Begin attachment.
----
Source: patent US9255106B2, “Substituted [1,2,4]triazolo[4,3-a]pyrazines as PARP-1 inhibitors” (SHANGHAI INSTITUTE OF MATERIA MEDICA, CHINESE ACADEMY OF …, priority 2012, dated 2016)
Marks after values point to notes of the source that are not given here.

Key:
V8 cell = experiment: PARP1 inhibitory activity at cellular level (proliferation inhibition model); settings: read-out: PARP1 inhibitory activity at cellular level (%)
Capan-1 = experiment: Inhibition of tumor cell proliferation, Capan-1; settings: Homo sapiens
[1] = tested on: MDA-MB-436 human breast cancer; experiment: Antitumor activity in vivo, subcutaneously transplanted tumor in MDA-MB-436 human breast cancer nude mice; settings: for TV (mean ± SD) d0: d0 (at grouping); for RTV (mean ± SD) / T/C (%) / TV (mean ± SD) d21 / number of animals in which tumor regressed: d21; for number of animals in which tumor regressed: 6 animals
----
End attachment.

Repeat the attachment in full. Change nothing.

Source: patent US9255106B2, “Substituted [1,2,4]triazolo[4,3-a]pyrazines as PARP-1 inhibitors” (SHANGHAI INSTITUTE OF MATERIA MEDICA, CHINESE ACADEMY OF …, priority 2012, dated 2016)
Marks after values point to notes of the source that are not given here.

Key:
V8 cell = experiment: PARP1 inhibitory activity at cellular level (proliferation inhibition model); settings: read-out: PARP1 inhibitory activity at cellular level (%)
Capan-1 = experiment: Inhibition of tumor cell proliferation, Capan-1; settings: Homo sapiens
[1] = tested on: MDA-MB-436 human breast cancer; experiment: Antitumor activity in vivo, subcutaneously transplanted tumor in MDA-MB-436 human breast cancer nude mice; settings: for TV (mean ± SD) d0: d0 (at grouping); for RTV (mean ± SD) / T/C (%) / TV (mean ± SD) d21 / number of animals in which tumor regressed: d21; for number of animals in which tumor regressed: 6 animals